OBJECTIVE: Despite the high HIV associated burden, Mozambique lacks data on HIV counselling and testing (HCT) costs. To help guide national HIV/AIDS programs, we estimated the cost per test for voluntary counselling and testing (VCT) from the patient's perspective and the costs per person tested and per HIV-positive individual linked to care to the healthcare provider for VCT, provider-initiated counselling and testing (PICT) and home-based testing (HBT). We also assessed the cost-effectiveness of these strategies for linking patients to care. METHODS: Data from a cohort study conducted in the Manhiça District were used to derive costs and linkage-to-care outcomes of the three HCT strategies. A decision tree was used to model HCT costs according to the likelihood of HCT linking individuals to care and to obtain the incremental cost-effectiveness ratios (ICERs) of PICT and HBT with VCT as the comparator. Sensitivity analyses were performed to assess robustness of base-case findings. FINDINGS: Based on costs and valuations in 2015, average and median VCT costs to the patient per individual tested were US$1.34 and US$1.08, respectively. Costs per individual tested were greatest for HBT (US$11.07), followed by VCT (US$7.79), and PICT (US$7.14). The costs per HIV-positive individual linked to care followed a similar trend. PICT was not cost-effective in comparison with VCT at a willingness-to-accept threshold of US$4.53, but only marginally given a corresponding base-case ICER of US$4.15, while HBT was dominated, with higher costs and lower impact than VCT. Base-case results for the comparison between PICT and VCT presented great uncertainty, whereas findings for HBT were robust. CONCLUSION: PICT and VCT are likely equally cost-effective in Manhiça. We recommend that VCT be offered as the predominant HCT strategy in Mozambique, but expansion of PICT could be considered in limited-resource areas. HBT without facilitated linkage or reduced costs is unlikely to be cost-effective.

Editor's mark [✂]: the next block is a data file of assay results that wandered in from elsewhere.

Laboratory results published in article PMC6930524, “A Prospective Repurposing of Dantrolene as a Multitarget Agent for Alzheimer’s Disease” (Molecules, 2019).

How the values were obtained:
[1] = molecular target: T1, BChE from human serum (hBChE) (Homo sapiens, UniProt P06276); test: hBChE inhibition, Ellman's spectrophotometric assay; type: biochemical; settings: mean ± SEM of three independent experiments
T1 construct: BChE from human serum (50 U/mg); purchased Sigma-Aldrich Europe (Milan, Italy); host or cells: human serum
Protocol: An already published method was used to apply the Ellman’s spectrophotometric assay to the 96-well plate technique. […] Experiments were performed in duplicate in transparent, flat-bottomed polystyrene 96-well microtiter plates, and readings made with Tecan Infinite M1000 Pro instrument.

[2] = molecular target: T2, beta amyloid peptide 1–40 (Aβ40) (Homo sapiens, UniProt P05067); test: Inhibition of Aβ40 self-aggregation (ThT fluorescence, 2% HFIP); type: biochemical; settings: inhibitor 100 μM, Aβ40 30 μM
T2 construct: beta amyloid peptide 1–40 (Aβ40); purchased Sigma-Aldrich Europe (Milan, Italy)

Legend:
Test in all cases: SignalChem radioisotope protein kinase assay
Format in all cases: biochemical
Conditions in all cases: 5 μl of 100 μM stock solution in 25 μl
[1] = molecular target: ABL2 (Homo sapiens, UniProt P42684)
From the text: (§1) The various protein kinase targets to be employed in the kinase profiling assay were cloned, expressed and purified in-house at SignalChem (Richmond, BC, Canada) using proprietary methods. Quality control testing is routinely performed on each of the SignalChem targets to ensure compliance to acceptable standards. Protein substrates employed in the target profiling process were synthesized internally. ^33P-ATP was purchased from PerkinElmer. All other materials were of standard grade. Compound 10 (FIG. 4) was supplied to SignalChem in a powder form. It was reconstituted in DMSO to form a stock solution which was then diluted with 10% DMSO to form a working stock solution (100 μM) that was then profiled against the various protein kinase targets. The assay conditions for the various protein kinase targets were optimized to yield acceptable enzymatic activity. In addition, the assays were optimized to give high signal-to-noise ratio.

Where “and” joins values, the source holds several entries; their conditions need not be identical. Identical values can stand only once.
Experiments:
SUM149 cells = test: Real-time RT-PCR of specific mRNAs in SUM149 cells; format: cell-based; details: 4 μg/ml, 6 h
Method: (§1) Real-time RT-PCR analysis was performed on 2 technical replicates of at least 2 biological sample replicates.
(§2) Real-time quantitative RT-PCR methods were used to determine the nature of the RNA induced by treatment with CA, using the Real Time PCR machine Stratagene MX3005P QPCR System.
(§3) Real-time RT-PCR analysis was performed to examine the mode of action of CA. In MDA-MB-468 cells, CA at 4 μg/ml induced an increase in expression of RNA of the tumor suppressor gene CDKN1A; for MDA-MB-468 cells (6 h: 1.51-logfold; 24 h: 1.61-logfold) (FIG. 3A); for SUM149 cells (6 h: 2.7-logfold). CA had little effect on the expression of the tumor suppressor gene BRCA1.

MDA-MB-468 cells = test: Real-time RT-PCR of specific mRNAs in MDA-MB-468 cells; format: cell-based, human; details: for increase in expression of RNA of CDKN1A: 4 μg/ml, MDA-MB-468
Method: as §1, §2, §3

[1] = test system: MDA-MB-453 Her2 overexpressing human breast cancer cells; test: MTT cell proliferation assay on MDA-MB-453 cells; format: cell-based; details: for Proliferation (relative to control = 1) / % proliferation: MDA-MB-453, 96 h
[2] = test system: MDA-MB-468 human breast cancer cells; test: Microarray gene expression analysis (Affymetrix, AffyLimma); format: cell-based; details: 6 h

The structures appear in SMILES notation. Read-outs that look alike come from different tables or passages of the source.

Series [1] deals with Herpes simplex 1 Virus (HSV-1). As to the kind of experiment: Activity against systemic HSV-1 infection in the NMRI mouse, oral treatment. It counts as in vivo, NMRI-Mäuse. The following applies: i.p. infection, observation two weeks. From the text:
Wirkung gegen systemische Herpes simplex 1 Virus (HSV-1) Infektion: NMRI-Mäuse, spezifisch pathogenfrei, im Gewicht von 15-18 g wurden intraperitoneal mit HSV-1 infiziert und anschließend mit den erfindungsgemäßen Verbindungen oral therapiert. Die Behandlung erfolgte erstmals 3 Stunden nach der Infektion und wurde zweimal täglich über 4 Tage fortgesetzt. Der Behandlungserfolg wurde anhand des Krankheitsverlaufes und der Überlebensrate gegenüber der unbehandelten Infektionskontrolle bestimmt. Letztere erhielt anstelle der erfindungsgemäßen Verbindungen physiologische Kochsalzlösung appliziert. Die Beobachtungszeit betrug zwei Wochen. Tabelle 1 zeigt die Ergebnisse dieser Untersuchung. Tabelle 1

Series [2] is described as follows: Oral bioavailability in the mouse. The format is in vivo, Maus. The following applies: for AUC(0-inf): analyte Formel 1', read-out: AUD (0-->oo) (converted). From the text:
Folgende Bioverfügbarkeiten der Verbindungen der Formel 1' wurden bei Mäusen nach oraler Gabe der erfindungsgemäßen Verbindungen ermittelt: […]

• Health Equity and Health Disparities
      1. Exploring residents' perceptions of neighborhood development and revitalization for active living opportunities
        Dsouza N, Serrano N, Watson KB, McMahon J, Devlin HM, Lemon SC, Eyler AA, Gustat J, Hirsch JA.
        Prev Chronic Dis. 2022 Sep 1;19:E56.